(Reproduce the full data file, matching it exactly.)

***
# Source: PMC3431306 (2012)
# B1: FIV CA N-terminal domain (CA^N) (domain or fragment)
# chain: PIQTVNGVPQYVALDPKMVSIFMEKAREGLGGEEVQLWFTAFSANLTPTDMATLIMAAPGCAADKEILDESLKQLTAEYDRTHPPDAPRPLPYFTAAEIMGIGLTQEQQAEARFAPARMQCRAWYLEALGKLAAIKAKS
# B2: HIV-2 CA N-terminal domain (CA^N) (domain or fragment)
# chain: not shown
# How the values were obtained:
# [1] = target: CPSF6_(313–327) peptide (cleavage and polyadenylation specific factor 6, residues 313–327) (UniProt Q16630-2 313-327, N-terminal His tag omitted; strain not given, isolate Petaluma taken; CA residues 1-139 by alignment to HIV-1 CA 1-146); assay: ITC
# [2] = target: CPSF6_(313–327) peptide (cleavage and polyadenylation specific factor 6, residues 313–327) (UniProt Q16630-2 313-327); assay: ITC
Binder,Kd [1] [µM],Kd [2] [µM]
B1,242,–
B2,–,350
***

# Source: PMC3431306 (2012)
# B1: FIV CA N-terminal domain (CA^N) (domain or fragment)
# chain: PIQTVNGVPQYVALDPKMVSIFMEKAREGLGGEEVQLWFTAFSANLTPTDMATLIMAAPGCAADKEILDESLKQLTAEYDRTHPPDAPRPLPYFTAAEIMGIGLTQEQQAEARFAPARMQCRAWYLEALGKLAAIKAKS
# B2: HIV-2 CA N-terminal domain (CA^N) (domain or fragment)
# chain: not shown
# How the values were obtained:
# [1] = target: CPSF6_(313–327) peptide (cleavage and polyadenylation specific factor 6, residues 313–327) (UniProt Q16630-2 313-327, N-terminal His tag omitted; strain not given, isolate Petaluma taken; CA residues 1-139 by alignment to HIV-1 CA 1-146); assay: ITC
# [2] = target: CPSF6_(313–327) peptide (cleavage and polyadenylation specific factor 6, residues 313–327) (UniProt Q16630-2 313-327); assay: ITC
Binder,Kd [1] [µM],Kd [2] [µM]
B1,242,–
B2,–,350